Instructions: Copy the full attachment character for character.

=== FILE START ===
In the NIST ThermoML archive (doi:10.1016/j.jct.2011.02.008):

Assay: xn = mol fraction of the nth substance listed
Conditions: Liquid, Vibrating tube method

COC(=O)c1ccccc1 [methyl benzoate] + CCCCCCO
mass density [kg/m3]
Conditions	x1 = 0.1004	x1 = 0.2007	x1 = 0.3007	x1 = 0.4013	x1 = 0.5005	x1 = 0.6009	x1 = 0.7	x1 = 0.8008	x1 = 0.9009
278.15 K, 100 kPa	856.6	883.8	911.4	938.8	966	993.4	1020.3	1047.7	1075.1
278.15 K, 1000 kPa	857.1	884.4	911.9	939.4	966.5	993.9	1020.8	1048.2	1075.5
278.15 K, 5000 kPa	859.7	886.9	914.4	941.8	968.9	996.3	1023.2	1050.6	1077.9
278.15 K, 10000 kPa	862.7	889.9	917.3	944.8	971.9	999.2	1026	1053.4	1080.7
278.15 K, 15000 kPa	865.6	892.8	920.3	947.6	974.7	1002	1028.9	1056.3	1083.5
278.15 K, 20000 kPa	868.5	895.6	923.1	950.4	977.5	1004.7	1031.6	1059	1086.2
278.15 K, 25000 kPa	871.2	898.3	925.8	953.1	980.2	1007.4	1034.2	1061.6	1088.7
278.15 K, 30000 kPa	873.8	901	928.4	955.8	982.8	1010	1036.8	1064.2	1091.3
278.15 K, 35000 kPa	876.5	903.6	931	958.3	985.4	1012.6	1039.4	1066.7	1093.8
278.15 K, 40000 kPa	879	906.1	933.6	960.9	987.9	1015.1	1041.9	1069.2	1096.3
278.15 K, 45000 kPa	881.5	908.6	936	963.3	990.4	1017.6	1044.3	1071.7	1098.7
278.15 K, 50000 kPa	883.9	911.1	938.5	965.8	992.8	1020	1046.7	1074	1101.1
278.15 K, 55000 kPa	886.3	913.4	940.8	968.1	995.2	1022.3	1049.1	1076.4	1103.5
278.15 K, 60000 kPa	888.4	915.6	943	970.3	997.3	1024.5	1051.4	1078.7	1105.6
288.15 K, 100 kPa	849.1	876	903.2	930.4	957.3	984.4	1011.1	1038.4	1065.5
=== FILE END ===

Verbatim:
In the NIST ThermoML archive (doi:10.1016/j.jct.2011.02.008):

Assay: xn = mol fraction of the nth substance listed
Conditions: Liquid, Vibrating tube method

COC(=O)c1ccccc1 [methyl benzoate] + CCCCCCO
mass density [kg/m3]
Conditions	x1 = 0.1004	x1 = 0.2007	x1 = 0.3007	x1 = 0.4013	x1 = 0.5005	x1 = 0.6009	x1 = 0.7	x1 = 0.8008	x1 = 0.9009
278.15 K, 100 kPa	856.6	883.8	911.4	938.8	966	993.4	1020.3	1047.7	1075.1
278.15 K, 1000 kPa	857.1	884.4	911.9	939.4	966.5	993.9	1020.8	1048.2	1075.5
278.15 K, 5000 kPa	859.7	886.9	914.4	941.8	968.9	996.3	1023.2	1050.6	1077.9
278.15 K, 10000 kPa	862.7	889.9	917.3	944.8	971.9	999.2	1026	1053.4	1080.7
278.15 K, 15000 kPa	865.6	892.8	920.3	947.6	974.7	1002	1028.9	1056.3	1083.5
278.15 K, 20000 kPa	868.5	895.6	923.1	950.4	977.5	1004.7	1031.6	1059	1086.2
278.15 K, 25000 kPa	871.2	898.3	925.8	953.1	980.2	1007.4	1034.2	1061.6	1088.7
278.15 K, 30000 kPa	873.8	901	928.4	955.8	982.8	1010	1036.8	1064.2	1091.3
278.15 K, 35000 kPa	876.5	903.6	931	958.3	985.4	1012.6	1039.4	1066.7	1093.8
278.15 K, 40000 kPa	879	906.1	933.6	960.9	987.9	1015.1	1041.9	1069.2	1096.3
278.15 K, 45000 kPa	881.5	908.6	936	963.3	990.4	1017.6	1044.3	1071.7	1098.7
278.15 K, 50000 kPa	883.9	911.1	938.5	965.8	992.8	1020	1046.7	1074	1101.1
278.15 K, 55000 kPa	886.3	913.4	940.8	968.1	995.2	1022.3	1049.1	1076.4	1103.5
278.15 K, 60000 kPa	888.4	915.6	943	970.3	997.3	1024.5	1051.4	1078.7	1105.6
288.15 K, 100 kPa	849.1	876	903.2	930.4	957.3	984.4	1011.1	1038.4	1065.5